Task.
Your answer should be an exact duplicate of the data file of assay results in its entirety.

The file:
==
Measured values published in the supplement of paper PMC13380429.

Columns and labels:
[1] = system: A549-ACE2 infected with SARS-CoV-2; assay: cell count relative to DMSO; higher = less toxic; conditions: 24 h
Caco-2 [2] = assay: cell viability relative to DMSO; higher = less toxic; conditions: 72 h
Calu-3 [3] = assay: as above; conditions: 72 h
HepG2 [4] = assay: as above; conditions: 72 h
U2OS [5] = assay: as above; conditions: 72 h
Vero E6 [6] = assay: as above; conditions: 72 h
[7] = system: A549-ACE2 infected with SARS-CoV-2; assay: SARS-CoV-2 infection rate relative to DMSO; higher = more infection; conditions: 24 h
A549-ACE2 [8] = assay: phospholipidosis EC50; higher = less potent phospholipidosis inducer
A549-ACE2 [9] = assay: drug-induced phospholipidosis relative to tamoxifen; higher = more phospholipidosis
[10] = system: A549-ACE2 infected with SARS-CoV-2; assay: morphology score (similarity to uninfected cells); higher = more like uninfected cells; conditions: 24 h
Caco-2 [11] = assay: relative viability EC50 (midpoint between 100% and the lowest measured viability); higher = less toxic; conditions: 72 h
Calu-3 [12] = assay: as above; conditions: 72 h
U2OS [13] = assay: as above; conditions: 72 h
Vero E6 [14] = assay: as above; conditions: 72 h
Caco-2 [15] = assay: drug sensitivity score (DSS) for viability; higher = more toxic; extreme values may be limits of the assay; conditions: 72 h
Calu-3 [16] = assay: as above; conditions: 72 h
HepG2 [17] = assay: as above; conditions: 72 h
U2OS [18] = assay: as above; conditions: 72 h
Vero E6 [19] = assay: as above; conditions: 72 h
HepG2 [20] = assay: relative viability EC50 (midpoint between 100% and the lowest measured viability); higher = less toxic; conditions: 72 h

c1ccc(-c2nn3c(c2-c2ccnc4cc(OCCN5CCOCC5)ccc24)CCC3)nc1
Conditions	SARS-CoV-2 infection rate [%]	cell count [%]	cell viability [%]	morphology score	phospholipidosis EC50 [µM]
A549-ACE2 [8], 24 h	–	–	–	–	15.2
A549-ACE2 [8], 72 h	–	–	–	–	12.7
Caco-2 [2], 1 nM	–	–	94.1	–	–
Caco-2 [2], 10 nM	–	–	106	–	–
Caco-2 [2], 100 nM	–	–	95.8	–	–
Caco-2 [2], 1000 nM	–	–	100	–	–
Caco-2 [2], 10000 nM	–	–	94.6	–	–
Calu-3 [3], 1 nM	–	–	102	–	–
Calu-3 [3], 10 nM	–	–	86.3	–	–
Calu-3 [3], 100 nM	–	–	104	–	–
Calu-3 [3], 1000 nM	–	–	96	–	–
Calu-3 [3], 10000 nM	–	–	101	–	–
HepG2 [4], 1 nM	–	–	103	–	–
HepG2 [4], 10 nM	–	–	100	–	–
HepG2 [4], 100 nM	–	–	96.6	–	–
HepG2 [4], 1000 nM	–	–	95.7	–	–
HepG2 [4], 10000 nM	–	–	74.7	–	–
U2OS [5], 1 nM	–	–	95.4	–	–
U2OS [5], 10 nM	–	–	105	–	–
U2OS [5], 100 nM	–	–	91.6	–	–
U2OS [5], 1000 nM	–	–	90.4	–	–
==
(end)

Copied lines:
Measured values published in the supplement of paper PMC13380429.

Columns and labels:
[1] = system: A549-ACE2 infected with SARS-CoV-2; assay: cell count relative to DMSO; higher = less toxic; conditions: 24 h
Caco-2 [2] = assay: cell viability relative to DMSO; higher = less toxic; conditions: 72 h
Calu-3 [3] = assay: as above; conditions: 72 h
HepG2 [4] = assay: as above; conditions: 72 h
U2OS [5] = assay: as above; conditions: 72 h
Vero E6 [6] = assay: as above; conditions: 72 h
[7] = system: A549-ACE2 infected with SARS-CoV-2; assay: SARS-CoV-2 infection rate relative to DMSO; higher = more infection; conditions: 24 h
A549-ACE2 [8] = assay: phospholipidosis EC50; higher = less potent phospholipidosis inducer
A549-ACE2 [9] = assay: drug-induced phospholipidosis relative to tamoxifen; higher = more phospholipidosis
[10] = system: A549-ACE2 infected with SARS-CoV-2; assay: morphology score (similarity to uninfected cells); higher = more like uninfected cells; conditions: 24 h
Caco-2 [11] = assay: relative viability EC50 (midpoint between 100% and the lowest measured viability); higher = less toxic; conditions: 72 h
Calu-3 [12] = assay: as above; conditions: 72 h
U2OS [13] = assay: as above; conditions: 72 h
Vero E6 [14] = assay: as above; conditions: 72 h
Caco-2 [15] = assay: drug sensitivity score (DSS) for viability; higher = more toxic; extreme values may be limits of the assay; conditions: 72 h
Calu-3 [16] = assay: as above; conditions: 72 h
HepG2 [17] = assay: as above; conditions: 72 h
U2OS [18] = assay: as above; conditions: 72 h
Vero E6 [19] = assay: as above; conditions: 72 h
HepG2 [20] = assay: relative viability EC50 (midpoint between 100% and the lowest measured viability); higher = less toxic; conditions: 72 h

c1ccc(-c2nn3c(c2-c2ccnc4cc(OCCN5CCOCC5)ccc24)CCC3)nc1
Conditions	SARS-CoV-2 infection rate [%]	cell count [%]	cell viability [%]	morphology score	phospholipidosis EC50 [µM]
A549-ACE2 [8], 24 h	–	–	–	–	15.2
A549-ACE2 [8], 72 h	–	–	–	–	12.7
Caco-2 [2], 1 nM	–	–	94.1	–	–
Caco-2 [2], 10 nM	–	–	106	–	–
Caco-2 [2], 100 nM	–	–	95.8	–	–
Caco-2 [2], 1000 nM	–	–	100	–	–
Caco-2 [2], 10000 nM	–	–	94.6	–	–
Calu-3 [3], 1 nM	–	–	102	–	–
Calu-3 [3], 10 nM	–	–	86.3	–	–
Calu-3 [3], 100 nM	–	–	104	–	–
Calu-3 [3], 1000 nM	–	–	96	–	–
Calu-3 [3], 10000 nM	–	–	101	–	–
HepG2 [4], 1 nM	–	–	103	–	–
HepG2 [4], 10 nM	–	–	100	–	–
HepG2 [4], 100 nM	–	–	96.6	–	–
HepG2 [4], 1000 nM	–	–	95.7	–	–
HepG2 [4], 10000 nM	–	–	74.7	–	–
U2OS [5], 1 nM	–	–	95.4	–	–
U2OS [5], 10 nM	–	–	105	–	–
U2OS [5], 100 nM	–	–	91.6	–	–
U2OS [5], 1000 nM	–	–	90.4	–	–